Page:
LASIK laser vision correction is essentially a two-step procedure. During the first step, a flap is created on the surface of the cornea. After the corneal flap is gently lifted, an excimer laser is used to reshape the cornea in the second step.
In traditional LASIK, the corneal flap is created with a mechanical device called a microkeratome. The microkeratome has a very sharp, precise blade that gently cuts a layer of the cornea at a predetermined depth. Conversely, the IntraLase is a femtosecond laser that creates the flap by generating microscopic bubbles below the corneal surface – without ever using a blade to cut. This is the arrival of bladeless, all-laser LASIK.
Unlike the mechanical microkeratome, the IntraLase allows us to more precisely program the dimensions of your corneal flap based on the shape of your eye and the specific refractive correction desired. Tiny, rapid pulses of laser light are focused at a precise depth and diameter determined by the surgeon. The laser light passes harmlessly through the cornea and creates rows of bubbles just beneath the surface of the cornea as it moves uniformly back and forth across the eye. The IntraLase laser then stacks bubbles around the diameter of the cornea to establish edges of the flap. The entire process takes approximately 20 seconds.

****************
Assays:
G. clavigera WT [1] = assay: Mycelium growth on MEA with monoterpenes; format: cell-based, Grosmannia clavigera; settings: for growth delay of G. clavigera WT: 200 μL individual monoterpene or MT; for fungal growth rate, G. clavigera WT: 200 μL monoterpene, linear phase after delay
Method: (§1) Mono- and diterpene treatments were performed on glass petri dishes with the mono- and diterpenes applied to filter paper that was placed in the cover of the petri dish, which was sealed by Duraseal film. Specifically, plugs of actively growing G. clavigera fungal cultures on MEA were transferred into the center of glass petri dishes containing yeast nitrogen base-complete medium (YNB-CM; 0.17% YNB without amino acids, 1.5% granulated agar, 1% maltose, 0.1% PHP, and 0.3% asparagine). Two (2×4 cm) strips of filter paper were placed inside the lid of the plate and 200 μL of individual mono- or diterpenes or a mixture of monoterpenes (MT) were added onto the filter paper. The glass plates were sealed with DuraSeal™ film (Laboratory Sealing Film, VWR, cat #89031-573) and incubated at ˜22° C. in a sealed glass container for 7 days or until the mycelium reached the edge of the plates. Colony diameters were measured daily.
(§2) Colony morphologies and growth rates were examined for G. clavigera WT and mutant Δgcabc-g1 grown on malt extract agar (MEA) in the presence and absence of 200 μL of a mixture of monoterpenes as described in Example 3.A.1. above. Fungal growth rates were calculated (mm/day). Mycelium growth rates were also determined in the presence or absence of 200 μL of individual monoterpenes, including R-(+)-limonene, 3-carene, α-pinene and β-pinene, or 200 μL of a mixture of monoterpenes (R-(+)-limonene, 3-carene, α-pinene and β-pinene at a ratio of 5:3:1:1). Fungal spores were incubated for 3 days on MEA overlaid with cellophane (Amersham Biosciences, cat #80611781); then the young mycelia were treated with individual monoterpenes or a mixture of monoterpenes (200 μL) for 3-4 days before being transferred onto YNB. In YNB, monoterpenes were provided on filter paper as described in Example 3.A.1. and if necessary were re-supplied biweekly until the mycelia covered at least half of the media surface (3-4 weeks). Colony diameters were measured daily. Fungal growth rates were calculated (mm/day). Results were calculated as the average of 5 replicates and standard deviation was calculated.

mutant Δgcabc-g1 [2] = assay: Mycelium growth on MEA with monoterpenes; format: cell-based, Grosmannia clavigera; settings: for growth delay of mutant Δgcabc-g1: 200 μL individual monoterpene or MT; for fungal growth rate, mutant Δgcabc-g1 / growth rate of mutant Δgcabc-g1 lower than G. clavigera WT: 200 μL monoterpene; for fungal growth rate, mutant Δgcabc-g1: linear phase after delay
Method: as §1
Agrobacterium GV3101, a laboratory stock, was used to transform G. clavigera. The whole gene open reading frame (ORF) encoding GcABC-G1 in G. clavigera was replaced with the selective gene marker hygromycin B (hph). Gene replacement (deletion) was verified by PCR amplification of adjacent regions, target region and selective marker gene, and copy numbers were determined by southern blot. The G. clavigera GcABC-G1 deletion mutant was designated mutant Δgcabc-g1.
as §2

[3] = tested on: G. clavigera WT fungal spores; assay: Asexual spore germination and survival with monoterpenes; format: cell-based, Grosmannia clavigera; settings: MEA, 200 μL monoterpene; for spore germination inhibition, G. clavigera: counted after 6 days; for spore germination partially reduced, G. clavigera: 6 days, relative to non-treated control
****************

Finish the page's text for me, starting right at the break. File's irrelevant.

The advent of the IntraLase laser has helped make LASIK laser vision correction safer and more precise than ever before. The procedure is quiet, comfortable and allows patients who were not considered candidates for LASIK, even some with thin corneas, to achieve freedom from glasses and contact lenses.